We had a very odd experience visiting Ho Chi Minh’s mausoleum. It is clearly a major shrine for Vietnamese people and there was a long line to get in. There are a lot of rules: shoulders covered, no hat, no talking. As I entered the room where he lays I was walking with my hands respectfully clasped behind my back, and a guard hissed at me and indicated that I had to hold my hands at my sides. I was channeling my inner John McEnroe (“you can’t be serious!”) but I complied instead. It was a pretty good you’re-now-in-a-communist-country moment.
“Ho”, as we were fond of calling him, was looking pretty good. It turns out he wanted to be cremated but the Politburo boys at the Kremlin know a promotional opportunity when they see one and had him embalmed with the same process they used on Lenin. Ho is on display every morning from eight to eleven, and then he goes back to the freezer. Each year he gets a two-month vacation back in Russia for re-embalming, a spa treatment I’m sure none of us can afford.
In the northern part of Vietnam people do eat dog. I’m a big “when in Rome” guy so I made a reservation at the acclaimed Restaurant de Chien (the French influence remains in Hanoi), and to get a flavor for different breeds I ordered the “ngot nuang”, the Pooch Sampler. The grilled Schnauzer with sauerkraut was a casual appetizer that would enliven any tailgate party. The Poodle au Poivre was cooked to perfection, but the hollandaise sauce was a bit on the rich side. I caught a nice little buzz from the poppyseed seasoning on the ground Afghan hound. But my favorite, unquestionably, was the Chihuahua enchilada, so zesty with just a hint of jalapeno.
We saw other things in Hanoi, including a charming and unusual water puppet show, but nothing was as impactful for all of us as a visit to the Hoa Lo prison, known during the war as the Hanoi Hilton.
For many years this prison was used by the French to incarcerate Vietnamese resistors to French occupation, and then the Vietnamese used it to imprison American pilots who were shot down in the 60s and early 70s. Once again, it was odd and uncomfortable being on the other side of the propaganda, but also enlightening.
We call it the Vietnam War, but here they call it the American War. Their effort was called the “Anti-U.S. Resistance”. The videos on exhibit in the prison emphasized the American bombing of schools and hospitals, of civilians. The displays lost credibility when they showed how well the American prisoners were treated despite; there were videos and photos of the pilots playing volleyball, eating well, getting medical treatment (included was a photo of John McCain), enjoying Christmas celebrations and packages from home. We knew this was all a long way from the truth.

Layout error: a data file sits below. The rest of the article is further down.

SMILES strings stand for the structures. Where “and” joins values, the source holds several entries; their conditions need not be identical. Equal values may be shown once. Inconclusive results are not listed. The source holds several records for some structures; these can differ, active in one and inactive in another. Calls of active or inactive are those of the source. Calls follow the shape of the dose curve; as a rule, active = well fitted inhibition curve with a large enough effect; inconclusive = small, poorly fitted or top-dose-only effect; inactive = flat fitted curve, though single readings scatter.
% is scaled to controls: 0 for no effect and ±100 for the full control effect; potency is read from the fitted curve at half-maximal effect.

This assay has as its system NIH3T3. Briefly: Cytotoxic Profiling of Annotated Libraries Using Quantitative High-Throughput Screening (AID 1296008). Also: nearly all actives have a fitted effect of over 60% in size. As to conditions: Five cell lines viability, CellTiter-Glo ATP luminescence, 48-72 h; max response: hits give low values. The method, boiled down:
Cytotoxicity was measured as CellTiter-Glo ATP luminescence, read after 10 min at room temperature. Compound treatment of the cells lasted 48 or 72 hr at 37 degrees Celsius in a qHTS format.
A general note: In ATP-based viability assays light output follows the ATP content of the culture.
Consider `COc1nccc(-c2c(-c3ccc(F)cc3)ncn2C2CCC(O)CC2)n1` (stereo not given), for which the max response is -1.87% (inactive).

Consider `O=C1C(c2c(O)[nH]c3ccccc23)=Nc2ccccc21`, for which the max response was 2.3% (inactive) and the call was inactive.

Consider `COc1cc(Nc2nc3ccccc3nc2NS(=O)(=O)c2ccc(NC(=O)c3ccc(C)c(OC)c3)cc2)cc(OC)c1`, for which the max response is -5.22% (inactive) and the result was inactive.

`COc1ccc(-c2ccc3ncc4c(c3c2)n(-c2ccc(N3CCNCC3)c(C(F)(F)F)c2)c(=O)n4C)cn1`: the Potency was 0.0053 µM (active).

But there is also no denying that almost 60,000 young Americans died needlessly, and that the lives of hundreds of thousands who returned were contorted irrevocably. And there is no denying that more than one million Vietnamese soldiers were killed, north and south, not to mention between two and three million Vietnamese civilians, and that the chemicals used will impact generations yet to come.
And for what? To prevent the spread of communism? Vietnam is a communist country today, albeit a hybrid that allows its citizens to open businesses and be entrepreneurial. And how many of the surrounding countries has communism spread to? None. True communism in the form that spawned McCarthyism, the progenitor of this war, cannot succeed, nor can any religion or ideology that sucks the spirit out of its people by stifling creativity and free expression.
So I leave Vietnam no longer feeling guilty about having a high lottery number. I do leave with a much clearer sense of how misguided we were, how impossible it was to accomplish anything but mass devastation. I leave feeling angry that the country I love so much could be responsible for a calamity of such magnitude … and that we haven’t seemed to learn from it! If I feel guilty about anything now, it’s that I didn’t protest loudly enough at the time.
But in our hotel bar in Hanoi the most sensible approach was articulated by a veteran of the war from Australia, in Vietnam with five of his fellow vets for the first time in forty years. “Everything here is so much different now, mate,” he said. “We’ve all learned that it is finally time to put that chapter behind us.”